We’re back after a brief hiatus (we have exciting real-world things to do, you know. If only we could be boring), but don’t hold it against us, because today’s FNTC Featured Essay is one for the ages.
I can just imagine our young essayist (one David McMillan, apparently) sitting down to write this festering pile of SEO-baiting crap. Creativity and vim oozing from his very pores, he clicks on his Google News tab for a spritz of inspiration. Here is a heinous crime committed in Aurora, Colorado, he gasps. And, lo! Here is a completely unrelated, utterly dissimilar heinous crime committed in State College, Pennsylvania.
THERE MUST BE SOME CONNECTION, he thinks. Only David McMillan, though, has the intellectual capability — nay, the courage! — to make it.
And so we’re faced with what is actually one of the worst things I have ever read, so staggeringly terrible in its desperate attempt to connect two wholly unrelated events that I could barely get through it.
What makes a man walk into a crowded theater and shoot unsuspecting moviegoers?
What makes a college football coach protect a pedophile and child rapist?
These two questions might seem unrelated. Indeed, some will surely find the idea of discussing a domestic terrorist like James Holmes in the same breadth as legendary football coach Joe Paterno unfair, inflammatory, perhaps even malicious.
Just stop right there, sweetie. Just close your laptop and go have a nice long think about your life and your choices, because you have actually managed to refute the point of your essay in the first three sentences of said essay.
We should insert a disclaimer here: the good people of FNTC think the situation at Penn State is terrible, that what Paterno did was reprehensible and that everyone should stop martyrizing him immediately.
But the fact remains: Joe Paterno did not walk into a movie theater, clad in armor, armed to the teeth, and shoot 71 people.
Let me reiterate: I’m not equating the two cases, nor are Holmes’s and Paterno’s crimes on par with each other, legally or ethically.
Oh, great. I’m really glad you cleared that up for us and yet are SOMEHOW STILL CONTINUING TO EQUATE THE TWO CASES. JESUS CHRIST.
We continue on: blah blah cover-up blah blah banality of evil blah blah lack of empathy blah. And now it’s time for your regularly scheduled Shakespeare reference, because someone paid attention for about 10 minutes in AP English Lit.
In his lectures on Shakespeare’s Othello, the poet Samuel Taylor Coleridge argued that what spurs Iago to destroy Othello is nothing more or less than “motiveless malignity.” That to me is still the best definition of pure evil I know of. Some forms of evil defy post-hoc rationalization. Some people don’t need motives to inflict cruelty. Some men just want to watch the world burn.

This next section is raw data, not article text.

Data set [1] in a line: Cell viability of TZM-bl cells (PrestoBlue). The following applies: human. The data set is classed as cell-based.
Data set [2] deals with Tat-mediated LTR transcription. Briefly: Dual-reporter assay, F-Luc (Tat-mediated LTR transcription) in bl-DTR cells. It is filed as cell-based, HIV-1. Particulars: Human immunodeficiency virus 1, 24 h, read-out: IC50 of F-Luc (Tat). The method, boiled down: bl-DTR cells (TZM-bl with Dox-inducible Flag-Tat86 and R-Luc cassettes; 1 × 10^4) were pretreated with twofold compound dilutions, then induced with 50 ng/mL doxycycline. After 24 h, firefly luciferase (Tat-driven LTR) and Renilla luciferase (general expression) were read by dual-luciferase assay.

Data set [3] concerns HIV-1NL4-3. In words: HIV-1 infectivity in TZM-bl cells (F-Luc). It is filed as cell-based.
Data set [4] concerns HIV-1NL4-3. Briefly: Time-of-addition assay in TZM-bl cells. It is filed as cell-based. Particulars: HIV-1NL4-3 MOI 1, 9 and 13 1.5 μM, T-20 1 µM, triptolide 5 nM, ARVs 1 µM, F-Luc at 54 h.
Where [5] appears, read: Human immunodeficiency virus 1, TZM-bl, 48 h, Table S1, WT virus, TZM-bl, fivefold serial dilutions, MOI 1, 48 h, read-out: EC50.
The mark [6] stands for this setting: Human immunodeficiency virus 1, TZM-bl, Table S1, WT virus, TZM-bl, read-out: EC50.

I want to print out several thousand copies of this essay for the pleasure of watching them all burn.
I believe that Joe Paterno was mostly a good man. A good husband, a loving father, an outstanding coach. But unfortunately (for himself and others), he made a series of terrible decisions that showed a profound lack of empathy for Sandusky’s victims — a lack of empathy that made him an accomplice to evil.
Whether these decisions should define Paterno’s legacy is up for debate. (Sadly for Paterno’s fans, there’s a good chance they will. To quote Julius Caesar: “The evil that men do lives after them;/ The good is oft interred with their bones.”
Please, please, PLEASE, enough with the Shakespeare. This is like reading the Tumblr bio of a precocious but unpopular 15-year-old who reblogs that “Date a Girl Who Reads” post like 20 times a day.
Also, I love the fact that Paterno is one of two evils in the headline but “mostly a good man” in the actual essay.
Here’s the thing: there ARE things to be said about the banality of evil, and what happens when people look the other way, and how evil is not always the man who runs into a theater and kills twelve people. But these are obvious truths — truths we’ve known since fucking Adolf Eichmann said he was just following orders.
At the end of the day, holding up two high-profile cases to point out that one is evil and, hey, this one is ALSO evil is designed for one thing and one thing only: pageviews.
And one of them is mine. Eeeesh.
Guys, this blog is funny.
Maybe you will never be convinced Joe Paterno was a good man who made one catastrophic mistake, but do you have time for just one story?